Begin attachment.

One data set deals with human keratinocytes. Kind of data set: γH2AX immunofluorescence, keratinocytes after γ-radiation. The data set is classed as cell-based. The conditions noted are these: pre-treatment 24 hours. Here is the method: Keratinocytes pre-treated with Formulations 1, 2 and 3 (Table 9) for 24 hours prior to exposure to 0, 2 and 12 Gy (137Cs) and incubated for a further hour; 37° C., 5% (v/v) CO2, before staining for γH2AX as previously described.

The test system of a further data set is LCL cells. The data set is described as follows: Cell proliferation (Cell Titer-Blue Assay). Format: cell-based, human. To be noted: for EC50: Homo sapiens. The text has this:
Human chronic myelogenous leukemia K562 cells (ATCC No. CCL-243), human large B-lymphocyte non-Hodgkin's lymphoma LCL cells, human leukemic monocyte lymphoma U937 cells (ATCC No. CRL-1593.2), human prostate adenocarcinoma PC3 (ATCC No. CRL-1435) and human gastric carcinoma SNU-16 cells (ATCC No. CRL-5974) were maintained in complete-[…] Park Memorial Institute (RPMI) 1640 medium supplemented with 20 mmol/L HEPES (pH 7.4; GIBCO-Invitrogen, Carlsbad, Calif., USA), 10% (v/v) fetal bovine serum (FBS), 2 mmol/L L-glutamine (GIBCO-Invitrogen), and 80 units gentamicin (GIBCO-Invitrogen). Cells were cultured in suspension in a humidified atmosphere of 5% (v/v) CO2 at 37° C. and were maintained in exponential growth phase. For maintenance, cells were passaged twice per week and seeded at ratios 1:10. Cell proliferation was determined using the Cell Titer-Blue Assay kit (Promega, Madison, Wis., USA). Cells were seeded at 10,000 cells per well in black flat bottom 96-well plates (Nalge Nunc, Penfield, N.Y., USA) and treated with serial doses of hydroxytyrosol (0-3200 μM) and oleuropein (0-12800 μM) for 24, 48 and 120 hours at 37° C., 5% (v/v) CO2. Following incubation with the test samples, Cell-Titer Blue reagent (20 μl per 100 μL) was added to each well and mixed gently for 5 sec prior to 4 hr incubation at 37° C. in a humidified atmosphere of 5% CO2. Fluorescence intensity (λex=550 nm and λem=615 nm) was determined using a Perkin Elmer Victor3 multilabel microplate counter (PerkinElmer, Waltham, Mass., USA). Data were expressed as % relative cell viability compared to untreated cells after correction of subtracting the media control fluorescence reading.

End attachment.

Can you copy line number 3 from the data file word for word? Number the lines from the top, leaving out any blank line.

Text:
Human chronic myelogenous leukemia K562 cells (ATCC No. CCL-243), human large B-lymphocyte non-Hodgkin's lymphoma LCL cells, human leukemic monocyte lymphoma U937 cells (ATCC No. CRL-1593.2), human prostate adenocarcinoma PC3 (ATCC No. CRL-1435) and human gastric carcinoma SNU-16 cells (ATCC No. CRL-5974) were maintained in complete-[…] Park Memorial Institute (RPMI) 1640 medium supplemented with 20 mmol/L HEPES (pH 7.4; GIBCO-Invitrogen, Carlsbad, Calif., USA), 10% (v/v) fetal bovine serum (FBS), 2 mmol/L L-glutamine (GIBCO-Invitrogen), and 80 units gentamicin (GIBCO-Invitrogen). Cells were cultured in suspension in a humidified atmosphere of 5% (v/v) CO2 at 37° C. and were maintained in exponential growth phase. For maintenance, cells were passaged twice per week and seeded at ratios 1:10. Cell proliferation was determined using the Cell Titer-Blue Assay kit (Promega, Madison, Wis., USA). Cells were seeded at 10,000 cells per well in black flat bottom 96-well plates (Nalge Nunc, Penfield, N.Y., USA) and treated with serial doses of hydroxytyrosol (0-3200 μM) and oleuropein (0-12800 μM) for 24, 48 and 120 hours at 37° C., 5% (v/v) CO2. Following incubation with the test samples, Cell-Titer Blue reagent (20 μl per 100 μL) was added to each well and mixed gently for 5 sec prior to 4 hr incubation at 37° C. in a humidified atmosphere of 5% CO2. Fluorescence intensity (λex=550 nm and λem=615 nm) was determined using a Perkin Elmer Victor3 multilabel microplate counter (PerkinElmer, Waltham, Mass., USA). Data were expressed as % relative cell viability compared to untreated cells after correction of subtracting the media control fluorescence reading.